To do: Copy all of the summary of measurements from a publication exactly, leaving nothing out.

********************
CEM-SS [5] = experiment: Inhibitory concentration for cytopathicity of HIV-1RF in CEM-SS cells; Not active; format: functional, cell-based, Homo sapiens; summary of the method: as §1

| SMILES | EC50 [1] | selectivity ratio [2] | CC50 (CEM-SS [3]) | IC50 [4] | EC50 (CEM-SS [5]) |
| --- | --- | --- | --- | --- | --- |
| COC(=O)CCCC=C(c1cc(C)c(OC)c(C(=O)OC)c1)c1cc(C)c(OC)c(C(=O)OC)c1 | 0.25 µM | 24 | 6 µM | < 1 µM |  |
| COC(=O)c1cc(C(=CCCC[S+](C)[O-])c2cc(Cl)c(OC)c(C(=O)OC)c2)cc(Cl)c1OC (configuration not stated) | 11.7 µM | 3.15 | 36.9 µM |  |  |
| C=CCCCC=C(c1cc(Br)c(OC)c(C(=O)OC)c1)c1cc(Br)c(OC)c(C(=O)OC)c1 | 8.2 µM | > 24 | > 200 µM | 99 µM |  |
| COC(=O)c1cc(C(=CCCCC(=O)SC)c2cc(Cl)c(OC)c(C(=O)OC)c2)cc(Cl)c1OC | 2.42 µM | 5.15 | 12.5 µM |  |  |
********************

CEM-SS [5] = experiment: Inhibitory concentration for cytopathicity of HIV-1RF in CEM-SS cells; Not active; format: functional, cell-based, Homo sapiens; summary of the method: as §1

| SMILES | EC50 [1] | selectivity ratio [2] | CC50 (CEM-SS [3]) | IC50 [4] | EC50 (CEM-SS [5]) |
| --- | --- | --- | --- | --- | --- |
| COC(=O)CCCC=C(c1cc(C)c(OC)c(C(=O)OC)c1)c1cc(C)c(OC)c(C(=O)OC)c1 | 0.25 µM | 24 | 6 µM | < 1 µM |  |
| COC(=O)c1cc(C(=CCCC[S+](C)[O-])c2cc(Cl)c(OC)c(C(=O)OC)c2)cc(Cl)c1OC (configuration not stated) | 11.7 µM | 3.15 | 36.9 µM |  |  |
| C=CCCCC=C(c1cc(Br)c(OC)c(C(=O)OC)c1)c1cc(Br)c(OC)c(C(=O)OC)c1 | 8.2 µM | > 24 | > 200 µM | 99 µM |  |
| COC(=O)c1cc(C(=CCCCC(=O)SC)c2cc(Cl)c(OC)c(C(=O)OC)c2)cc(Cl)c1OC | 2.42 µM | 5.15 | 12.5 µM |  |  |